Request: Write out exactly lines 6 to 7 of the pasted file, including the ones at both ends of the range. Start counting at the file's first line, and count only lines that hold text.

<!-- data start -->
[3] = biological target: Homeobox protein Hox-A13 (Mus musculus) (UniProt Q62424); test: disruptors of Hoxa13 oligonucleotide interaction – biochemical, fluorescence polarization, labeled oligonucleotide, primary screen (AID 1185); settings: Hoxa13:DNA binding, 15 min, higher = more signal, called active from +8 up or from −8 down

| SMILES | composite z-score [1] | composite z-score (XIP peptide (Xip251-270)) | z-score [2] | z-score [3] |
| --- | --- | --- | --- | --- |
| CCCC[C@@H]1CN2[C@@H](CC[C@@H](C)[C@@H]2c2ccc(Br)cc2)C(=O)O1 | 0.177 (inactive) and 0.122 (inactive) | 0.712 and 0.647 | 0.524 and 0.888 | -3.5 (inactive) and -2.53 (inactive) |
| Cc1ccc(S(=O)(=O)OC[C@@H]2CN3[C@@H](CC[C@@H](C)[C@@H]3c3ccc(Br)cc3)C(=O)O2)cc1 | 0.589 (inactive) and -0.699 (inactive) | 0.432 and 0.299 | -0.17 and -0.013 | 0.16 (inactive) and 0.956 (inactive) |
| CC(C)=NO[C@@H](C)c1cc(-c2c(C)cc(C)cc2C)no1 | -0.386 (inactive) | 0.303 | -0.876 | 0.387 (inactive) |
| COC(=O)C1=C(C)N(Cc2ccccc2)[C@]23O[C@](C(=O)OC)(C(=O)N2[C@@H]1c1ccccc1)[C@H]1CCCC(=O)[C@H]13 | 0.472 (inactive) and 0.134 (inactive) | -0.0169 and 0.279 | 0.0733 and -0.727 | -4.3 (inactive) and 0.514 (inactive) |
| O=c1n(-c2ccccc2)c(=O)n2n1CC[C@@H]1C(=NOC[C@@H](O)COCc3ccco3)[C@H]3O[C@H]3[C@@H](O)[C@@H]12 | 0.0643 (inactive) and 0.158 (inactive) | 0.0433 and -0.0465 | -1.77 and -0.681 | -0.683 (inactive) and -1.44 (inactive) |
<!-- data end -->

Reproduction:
| CC(C)=NO[C@@H](C)c1cc(-c2c(C)cc(C)cc2C)no1 | -0.386 (inactive) | 0.303 | -0.876 | 0.387 (inactive) |
| COC(=O)C1=C(C)N(Cc2ccccc2)[C@]23O[C@](C(=O)OC)(C(=O)N2[C@@H]1c1ccccc1)[C@H]1CCCC(=O)[C@H]13 | 0.472 (inactive) and 0.134 (inactive) | -0.0169 and 0.279 | 0.0733 and -0.727 | -4.3 (inactive) and 0.514 (inactive) |